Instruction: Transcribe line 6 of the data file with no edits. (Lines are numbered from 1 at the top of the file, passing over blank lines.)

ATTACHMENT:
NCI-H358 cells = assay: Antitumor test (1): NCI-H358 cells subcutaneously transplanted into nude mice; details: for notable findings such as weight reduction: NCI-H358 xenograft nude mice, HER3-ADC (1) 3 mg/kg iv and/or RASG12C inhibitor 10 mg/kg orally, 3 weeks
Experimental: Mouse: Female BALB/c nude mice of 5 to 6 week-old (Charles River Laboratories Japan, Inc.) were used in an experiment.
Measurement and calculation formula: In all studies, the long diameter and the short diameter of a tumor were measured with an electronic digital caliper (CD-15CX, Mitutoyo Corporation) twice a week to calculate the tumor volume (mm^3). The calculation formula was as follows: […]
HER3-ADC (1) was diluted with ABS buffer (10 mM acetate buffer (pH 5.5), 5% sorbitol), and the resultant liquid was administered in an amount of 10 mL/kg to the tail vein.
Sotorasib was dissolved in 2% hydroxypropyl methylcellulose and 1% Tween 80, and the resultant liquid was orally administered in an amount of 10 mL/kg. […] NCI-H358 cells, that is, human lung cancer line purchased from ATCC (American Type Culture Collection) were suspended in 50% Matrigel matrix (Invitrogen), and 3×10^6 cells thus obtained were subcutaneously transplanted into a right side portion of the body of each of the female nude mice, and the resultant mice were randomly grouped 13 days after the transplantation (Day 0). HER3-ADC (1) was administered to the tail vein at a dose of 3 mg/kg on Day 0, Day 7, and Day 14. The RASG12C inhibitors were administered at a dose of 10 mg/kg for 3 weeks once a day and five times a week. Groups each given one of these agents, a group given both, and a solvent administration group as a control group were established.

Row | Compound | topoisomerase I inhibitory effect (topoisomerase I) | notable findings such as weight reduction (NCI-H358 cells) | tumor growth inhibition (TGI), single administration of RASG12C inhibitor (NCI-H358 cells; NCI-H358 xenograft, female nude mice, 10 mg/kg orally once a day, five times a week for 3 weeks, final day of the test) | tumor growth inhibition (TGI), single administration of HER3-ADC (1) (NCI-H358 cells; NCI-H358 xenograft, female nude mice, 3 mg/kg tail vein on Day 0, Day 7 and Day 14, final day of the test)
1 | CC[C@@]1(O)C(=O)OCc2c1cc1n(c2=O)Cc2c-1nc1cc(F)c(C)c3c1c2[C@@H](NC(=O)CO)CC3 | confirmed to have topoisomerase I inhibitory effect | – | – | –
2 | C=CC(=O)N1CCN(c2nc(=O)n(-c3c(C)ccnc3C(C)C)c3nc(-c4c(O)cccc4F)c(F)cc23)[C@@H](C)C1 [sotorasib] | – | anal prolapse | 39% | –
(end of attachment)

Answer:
Row | Compound | topoisomerase I inhibitory effect (topoisomerase I) | notable findings such as weight reduction (NCI-H358 cells) | tumor growth inhibition (TGI), single administration of RASG12C inhibitor (NCI-H358 cells; NCI-H358 xenograft, female nude mice, 10 mg/kg orally once a day, five times a week for 3 weeks, final day of the test) | tumor growth inhibition (TGI), single administration of HER3-ADC (1) (NCI-H358 cells; NCI-H358 xenograft, female nude mice, 3 mg/kg tail vein on Day 0, Day 7 and Day 14, final day of the test)